the representatives elected by the people. These
men, acting in the open and responsible to their
constituents, are more trustworthy than those
who act behind closed doors, and are respon
sible to no one but themselves. I think you
will have to consider the opinions of the voters
on this question, whether you try to settle it
now or by a commission selected for the pur
pose of preparing a bill that you would not
present before the election. It must come before
the people and you might as well take them into
your confidence first as last.
If you want this elastic currency let tho
government issuo It and control it, and yon
will have no difficulty about the security. Then
lay upon tho banks tho responsibility for mak
ing tho banks safe. If tho bankM say that they
do not. want to bo hold responsible for Other
banks, my answer fa that if your banker will
not trust each other, they should not expect
tho people to trust them with their money.
Tho slight tax that this plan contemplates
would bo more than compensated for by tho
money drawn from hiding that you could then
loan out and on which you could chargo Inter
est. This is a system that protect the depositor,
protects tho community, and gives tho banks. a
largo advantage at a small price.
I thank you for this opportunity to speak
to you; It Is tho first I have had. I have been
talking for many years, and this Is tho most
respectable crowd that I have ever talked to In
my lire (Laughter and applause) that is,
measured by New York standards. (Laughter.)
It is no more roapcctablo, however, than the
people among whom I live! The man who tolls
by the day, who goes out in the morning and
works all day, . who commences in tho spring
and works all summer, though his hand be hard
from work, and his clothing not of tho latest
cut he -is a respectable man, and I have been
addressing reHpectable audiences all over the
country, but this is the most highly financial
audience that I ha o yet addressed. (Applause.)
And if I have oxceeded my time limit and
spoken with an earnestness for which I should
apologize, Just remember how long I have wait
ed for the opportunity, and remember also that
J may never have It again. (Prolonged ap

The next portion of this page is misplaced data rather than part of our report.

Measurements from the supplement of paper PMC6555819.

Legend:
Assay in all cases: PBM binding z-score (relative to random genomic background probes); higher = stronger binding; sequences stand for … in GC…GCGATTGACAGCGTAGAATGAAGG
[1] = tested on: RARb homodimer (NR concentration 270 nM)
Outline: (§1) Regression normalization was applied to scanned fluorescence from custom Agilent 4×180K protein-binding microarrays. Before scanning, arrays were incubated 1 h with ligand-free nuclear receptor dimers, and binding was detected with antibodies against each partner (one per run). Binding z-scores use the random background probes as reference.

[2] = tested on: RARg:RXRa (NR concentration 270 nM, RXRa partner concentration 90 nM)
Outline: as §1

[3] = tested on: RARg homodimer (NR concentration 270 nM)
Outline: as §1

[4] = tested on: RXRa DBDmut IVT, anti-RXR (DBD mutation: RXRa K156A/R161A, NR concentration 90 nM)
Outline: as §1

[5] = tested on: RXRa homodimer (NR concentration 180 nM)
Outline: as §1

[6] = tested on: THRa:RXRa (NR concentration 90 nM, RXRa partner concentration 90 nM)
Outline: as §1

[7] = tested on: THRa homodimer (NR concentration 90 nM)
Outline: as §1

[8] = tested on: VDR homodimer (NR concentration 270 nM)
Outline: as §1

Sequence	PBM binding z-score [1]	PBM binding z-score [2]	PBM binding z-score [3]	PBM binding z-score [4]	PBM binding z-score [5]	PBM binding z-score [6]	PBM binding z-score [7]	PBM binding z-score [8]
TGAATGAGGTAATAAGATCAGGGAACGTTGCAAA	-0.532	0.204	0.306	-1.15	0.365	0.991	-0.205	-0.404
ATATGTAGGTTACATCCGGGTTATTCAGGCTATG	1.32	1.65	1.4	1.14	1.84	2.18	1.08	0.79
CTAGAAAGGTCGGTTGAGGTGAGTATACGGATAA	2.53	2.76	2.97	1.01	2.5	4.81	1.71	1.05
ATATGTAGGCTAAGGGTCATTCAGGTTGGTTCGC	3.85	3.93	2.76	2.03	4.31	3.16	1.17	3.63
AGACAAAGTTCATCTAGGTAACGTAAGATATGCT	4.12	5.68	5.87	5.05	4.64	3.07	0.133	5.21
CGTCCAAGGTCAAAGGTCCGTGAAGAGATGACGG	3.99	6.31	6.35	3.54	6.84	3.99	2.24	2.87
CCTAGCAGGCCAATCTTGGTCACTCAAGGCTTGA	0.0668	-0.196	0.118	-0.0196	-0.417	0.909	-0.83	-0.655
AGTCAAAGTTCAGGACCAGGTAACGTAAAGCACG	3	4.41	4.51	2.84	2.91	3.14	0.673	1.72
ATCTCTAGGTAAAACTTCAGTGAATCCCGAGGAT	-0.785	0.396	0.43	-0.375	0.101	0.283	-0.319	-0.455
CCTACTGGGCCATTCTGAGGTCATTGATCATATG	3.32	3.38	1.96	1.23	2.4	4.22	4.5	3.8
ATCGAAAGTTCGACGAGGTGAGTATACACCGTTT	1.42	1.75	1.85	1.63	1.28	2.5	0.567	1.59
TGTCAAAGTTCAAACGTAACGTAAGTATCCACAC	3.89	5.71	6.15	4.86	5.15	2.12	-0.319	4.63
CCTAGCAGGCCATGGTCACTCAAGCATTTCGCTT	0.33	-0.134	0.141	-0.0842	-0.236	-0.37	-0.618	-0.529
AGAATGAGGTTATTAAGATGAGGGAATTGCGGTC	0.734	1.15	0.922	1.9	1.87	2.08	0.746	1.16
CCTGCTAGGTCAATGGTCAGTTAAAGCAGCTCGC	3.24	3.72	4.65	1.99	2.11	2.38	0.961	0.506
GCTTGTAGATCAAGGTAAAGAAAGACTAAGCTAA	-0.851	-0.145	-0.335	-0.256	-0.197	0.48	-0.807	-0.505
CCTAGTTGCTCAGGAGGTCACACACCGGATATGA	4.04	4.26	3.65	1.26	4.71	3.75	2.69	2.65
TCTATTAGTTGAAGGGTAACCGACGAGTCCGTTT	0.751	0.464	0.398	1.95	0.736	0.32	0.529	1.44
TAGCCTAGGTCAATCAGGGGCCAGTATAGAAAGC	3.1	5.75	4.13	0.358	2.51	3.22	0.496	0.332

plause.) oooo
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Publishers who patronize rendy
print houses and who believe that tho
reproduction of The Commoner cartoon
each week and two columns of Com
moner editorials and paragraphs would
please their readers and promote tho
cause of democracy could probably se
cure such service by requesting it of
those supplying them plate matter. The
Commoner would gladly furnish without
charge galley proof of editorial matter
and matrix of cartoons to ready-print
and plate houses or to others who desire
. A
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The Commoner again calls the attention of
its readers to the sentiment expressed by
Matthew Arnold:
"Because these things, right and wrong,
aro really what do govern politics and save or
destroy states, the few who keep insisting on
the good of righteousness and the unprofitable
ness of iniquity are the only real politicians."
This sentiment will bo reproduced from time
to time in order that tho readers of The Com
moner may become familiar with it. IfJ.ho dem
ocratic party is to b a power for good in this
country It must "keep insisting on the good of
righteousness and tho unprofitableness of in
iquity." OOOO
The New York World says: "The World
is willing that Mr. Bryan should be the repub
lican candidate for president. It Is as the dem
ocratic candidate that we object to him."
But, according to the World's political
record, it ought to have considerable to say con
cerning the republican nomination. It will learn
in due time, what It now seems unable to per
ceive, that it has no Influence whatever with
tho democratic party freed from the special in
terests which the World seems so faithfully to
James T. Lloyd of Missouri was chosen
chairman of the democratic congressional com
mittee at a caucus held February 11. Mr. Lloyd
represents the first Missouri district. He was
elected to thefifty-flfth congress to fill a vapancy
and has since been regularly re-elected. "Mr.
Lloyd is a true and faithful democrat and his
colleagues made no mistake in trusting him with
great responsibility.